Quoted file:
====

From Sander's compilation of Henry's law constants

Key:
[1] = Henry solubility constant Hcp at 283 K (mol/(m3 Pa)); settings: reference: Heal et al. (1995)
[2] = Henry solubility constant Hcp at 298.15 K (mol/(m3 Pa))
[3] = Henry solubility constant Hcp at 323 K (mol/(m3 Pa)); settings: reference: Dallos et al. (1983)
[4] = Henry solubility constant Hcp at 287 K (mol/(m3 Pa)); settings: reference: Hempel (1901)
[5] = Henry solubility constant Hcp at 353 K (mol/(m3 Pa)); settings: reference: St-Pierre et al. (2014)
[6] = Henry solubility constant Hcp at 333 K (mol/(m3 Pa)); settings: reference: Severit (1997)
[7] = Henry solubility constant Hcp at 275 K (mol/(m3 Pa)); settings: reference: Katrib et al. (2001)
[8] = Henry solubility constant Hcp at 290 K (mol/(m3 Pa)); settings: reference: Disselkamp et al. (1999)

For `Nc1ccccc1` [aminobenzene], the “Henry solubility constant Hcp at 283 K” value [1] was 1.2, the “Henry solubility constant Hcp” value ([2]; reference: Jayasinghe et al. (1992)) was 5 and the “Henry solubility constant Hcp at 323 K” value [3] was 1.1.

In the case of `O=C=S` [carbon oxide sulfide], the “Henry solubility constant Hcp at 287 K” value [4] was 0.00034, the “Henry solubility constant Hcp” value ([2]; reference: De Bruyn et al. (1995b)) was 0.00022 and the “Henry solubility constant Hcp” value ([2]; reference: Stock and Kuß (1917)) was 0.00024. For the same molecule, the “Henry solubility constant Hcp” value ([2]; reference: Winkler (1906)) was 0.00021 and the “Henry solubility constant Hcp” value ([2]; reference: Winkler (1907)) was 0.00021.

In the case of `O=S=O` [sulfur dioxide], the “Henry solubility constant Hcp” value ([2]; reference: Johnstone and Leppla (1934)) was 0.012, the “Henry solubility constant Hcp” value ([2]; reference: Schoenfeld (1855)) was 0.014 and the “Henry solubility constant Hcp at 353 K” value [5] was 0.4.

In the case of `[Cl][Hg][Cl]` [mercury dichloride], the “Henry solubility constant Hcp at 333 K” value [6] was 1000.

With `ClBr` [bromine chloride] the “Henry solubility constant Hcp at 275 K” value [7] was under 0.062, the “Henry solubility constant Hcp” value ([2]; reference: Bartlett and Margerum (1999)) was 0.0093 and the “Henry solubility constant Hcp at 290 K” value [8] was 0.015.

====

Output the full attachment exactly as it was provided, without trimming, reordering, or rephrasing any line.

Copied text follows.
From Sander's compilation of Henry's law constants

Key:
[1] = Henry solubility constant Hcp at 283 K (mol/(m3 Pa)); settings: reference: Heal et al. (1995)
[2] = Henry solubility constant Hcp at 298.15 K (mol/(m3 Pa))
[3] = Henry solubility constant Hcp at 323 K (mol/(m3 Pa)); settings: reference: Dallos et al. (1983)
[4] = Henry solubility constant Hcp at 287 K (mol/(m3 Pa)); settings: reference: Hempel (1901)
[5] = Henry solubility constant Hcp at 353 K (mol/(m3 Pa)); settings: reference: St-Pierre et al. (2014)
[6] = Henry solubility constant Hcp at 333 K (mol/(m3 Pa)); settings: reference: Severit (1997)
[7] = Henry solubility constant Hcp at 275 K (mol/(m3 Pa)); settings: reference: Katrib et al. (2001)
[8] = Henry solubility constant Hcp at 290 K (mol/(m3 Pa)); settings: reference: Disselkamp et al. (1999)

For `Nc1ccccc1` [aminobenzene], the “Henry solubility constant Hcp at 283 K” value [1] was 1.2, the “Henry solubility constant Hcp” value ([2]; reference: Jayasinghe et al. (1992)) was 5 and the “Henry solubility constant Hcp at 323 K” value [3] was 1.1.

In the case of `O=C=S` [carbon oxide sulfide], the “Henry solubility constant Hcp at 287 K” value [4] was 0.00034, the “Henry solubility constant Hcp” value ([2]; reference: De Bruyn et al. (1995b)) was 0.00022 and the “Henry solubility constant Hcp” value ([2]; reference: Stock and Kuß (1917)) was 0.00024. For the same molecule, the “Henry solubility constant Hcp” value ([2]; reference: Winkler (1906)) was 0.00021 and the “Henry solubility constant Hcp” value ([2]; reference: Winkler (1907)) was 0.00021.

In the case of `O=S=O` [sulfur dioxide], the “Henry solubility constant Hcp” value ([2]; reference: Johnstone and Leppla (1934)) was 0.012, the “Henry solubility constant Hcp” value ([2]; reference: Schoenfeld (1855)) was 0.014 and the “Henry solubility constant Hcp at 353 K” value [5] was 0.4.

In the case of `[Cl][Hg][Cl]` [mercury dichloride], the “Henry solubility constant Hcp at 333 K” value [6] was 1000.

With `ClBr` [bromine chloride] the “Henry solubility constant Hcp at 275 K” value [7] was under 0.062, the “Henry solubility constant Hcp” value ([2]; reference: Bartlett and Margerum (1999)) was 0.0093 and the “Henry solubility constant Hcp at 290 K” value [8] was 0.015.